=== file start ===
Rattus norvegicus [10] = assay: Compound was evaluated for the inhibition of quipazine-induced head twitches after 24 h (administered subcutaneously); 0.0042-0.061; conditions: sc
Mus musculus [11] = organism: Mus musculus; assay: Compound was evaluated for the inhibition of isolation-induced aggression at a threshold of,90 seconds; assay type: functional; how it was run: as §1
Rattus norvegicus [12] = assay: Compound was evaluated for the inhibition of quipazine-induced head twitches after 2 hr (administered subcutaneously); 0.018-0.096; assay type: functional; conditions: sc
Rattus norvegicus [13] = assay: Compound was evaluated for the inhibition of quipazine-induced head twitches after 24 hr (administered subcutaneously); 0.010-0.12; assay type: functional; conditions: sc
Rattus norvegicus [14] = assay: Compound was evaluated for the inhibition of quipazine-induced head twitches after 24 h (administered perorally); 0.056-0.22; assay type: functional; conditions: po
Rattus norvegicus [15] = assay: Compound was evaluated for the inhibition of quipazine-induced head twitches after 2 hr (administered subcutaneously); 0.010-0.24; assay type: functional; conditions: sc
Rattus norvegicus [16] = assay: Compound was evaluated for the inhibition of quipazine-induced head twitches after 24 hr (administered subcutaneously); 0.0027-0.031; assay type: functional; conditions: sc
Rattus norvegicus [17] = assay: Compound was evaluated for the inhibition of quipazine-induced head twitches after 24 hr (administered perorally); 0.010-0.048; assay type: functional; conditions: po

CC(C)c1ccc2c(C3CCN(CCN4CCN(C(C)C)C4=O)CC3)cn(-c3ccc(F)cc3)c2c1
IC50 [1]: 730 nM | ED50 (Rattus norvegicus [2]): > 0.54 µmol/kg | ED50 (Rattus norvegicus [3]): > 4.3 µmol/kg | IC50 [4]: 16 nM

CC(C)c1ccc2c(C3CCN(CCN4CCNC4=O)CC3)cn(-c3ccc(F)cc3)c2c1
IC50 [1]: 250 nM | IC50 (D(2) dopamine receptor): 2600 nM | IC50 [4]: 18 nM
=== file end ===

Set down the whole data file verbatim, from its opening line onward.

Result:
Rattus norvegicus [10] = assay: Compound was evaluated for the inhibition of quipazine-induced head twitches after 24 h (administered subcutaneously); 0.0042-0.061; conditions: sc
Mus musculus [11] = organism: Mus musculus; assay: Compound was evaluated for the inhibition of isolation-induced aggression at a threshold of,90 seconds; assay type: functional; how it was run: as §1
Rattus norvegicus [12] = assay: Compound was evaluated for the inhibition of quipazine-induced head twitches after 2 hr (administered subcutaneously); 0.018-0.096; assay type: functional; conditions: sc
Rattus norvegicus [13] = assay: Compound was evaluated for the inhibition of quipazine-induced head twitches after 24 hr (administered subcutaneously); 0.010-0.12; assay type: functional; conditions: sc
Rattus norvegicus [14] = assay: Compound was evaluated for the inhibition of quipazine-induced head twitches after 24 h (administered perorally); 0.056-0.22; assay type: functional; conditions: po
Rattus norvegicus [15] = assay: Compound was evaluated for the inhibition of quipazine-induced head twitches after 2 hr (administered subcutaneously); 0.010-0.24; assay type: functional; conditions: sc
Rattus norvegicus [16] = assay: Compound was evaluated for the inhibition of quipazine-induced head twitches after 24 hr (administered subcutaneously); 0.0027-0.031; assay type: functional; conditions: sc
Rattus norvegicus [17] = assay: Compound was evaluated for the inhibition of quipazine-induced head twitches after 24 hr (administered perorally); 0.010-0.048; assay type: functional; conditions: po

CC(C)c1ccc2c(C3CCN(CCN4CCN(C(C)C)C4=O)CC3)cn(-c3ccc(F)cc3)c2c1
IC50 [1]: 730 nM | ED50 (Rattus norvegicus [2]): > 0.54 µmol/kg | ED50 (Rattus norvegicus [3]): > 4.3 µmol/kg | IC50 [4]: 16 nM

CC(C)c1ccc2c(C3CCN(CCN4CCNC4=O)CC3)cn(-c3ccc(F)cc3)c2c1
IC50 [1]: 250 nM | IC50 (D(2) dopamine receptor): 2600 nM | IC50 [4]: 18 nM